The 2016 Presidential election was a realignment election just like previous Presidential elections in 2008, 1992, and 1980 were. In 2016, Donald Trump rewrote the rules of victory that had been in place between 1992 to 2012 by making substantial gains in ancestrally Democratic rural and/or blue-collar areas. As he was adding those voters to the Republican coalition, he was able to minimize defections in support from white-collar professionals in places like Dallas, Houston, and Atlanta (and in Louisiana, parts of East Baton Rouge and Jefferson Parishes).
This strategy was a critical component of his electoral college victory, because he was able to crack the Democratic dominance between 1992 and 2012 in Michigan, Pennsylvania, and Wisconsin with plurality wins in those three states that had not voted Republican for President since 1984/1988. Fortunately for Trump, while white-collar areas showed more affinity than normal for Democrats (or at least Hillary Clinton), they still voted Republican in other non-Presidential (i.e, gubernatorial, Congressional, and legislative) races.
However, since the Trump inauguration, the steady decline in his approval rating (as well as a relatively light legislative output) has re-energized the Democratic party to a level not seen since 2008, and with this newfound partisan energy, they have seen repeated success in special (and some regular) elections by wresting control from Republicans in over three dozen legislative special election victories. They have also consistently exceeded their 2016 showing in several Congressional special elections, thus forcing Republicans to exert time and energy to defend what were thought to be safely Republican seats.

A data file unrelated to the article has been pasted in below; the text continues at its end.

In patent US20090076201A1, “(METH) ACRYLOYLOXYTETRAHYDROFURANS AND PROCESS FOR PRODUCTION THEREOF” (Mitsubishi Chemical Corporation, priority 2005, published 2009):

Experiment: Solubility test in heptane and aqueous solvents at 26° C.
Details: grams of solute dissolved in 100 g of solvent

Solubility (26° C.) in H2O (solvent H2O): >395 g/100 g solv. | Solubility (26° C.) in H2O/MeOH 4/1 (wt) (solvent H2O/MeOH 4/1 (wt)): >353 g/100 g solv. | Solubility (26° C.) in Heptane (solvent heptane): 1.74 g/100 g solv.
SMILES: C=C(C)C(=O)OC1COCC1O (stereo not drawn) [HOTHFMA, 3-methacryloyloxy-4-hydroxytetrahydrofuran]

This partisan energy further manifested itself in elections last fall in Virginia. Not only did Democrats win every statewide race for the first time in years, but Democrats also made massive gains in what was thought to be a substantially Republican state House. Similarly, in Alabama, suburban Republican defections due to a gravely flawed Republican Senate candidate (Roy Moore) was also combined with Presidential level turnout among minority voters, and a combination of those two events put Democrat Doug Jones over the top – the first time a non incumbent Democrat has been elected to a Senate seat in Alabama since 1986 (when, incidentally, Democrats retook control of the U.S. Senate).
Last night in Pennsylvania, the Republicans again suffered a costly upset in a special Congressional election in a district that Democrats didn’t even contest in 2014 or 2016. Furthermore, this suburban/rural/blue-collar district in the outskirts of Pittsburgh had steadily moved to the right over the last few election cycles and supported Trump 58-38%. As this article is being written, Democrat Conor Lamb has a narrow 641 vote plurality lead over Republican Rick Saccone (1,378 voted for a Libertarian candidate). This Democratic victory is arguably a “Scott Brown in reverse” for Congressional Republicans, and as will be explained later, may be a harbinger of a Democratic Congressional landslide not seen since 2006 or 2008.
“John Bel” Lamb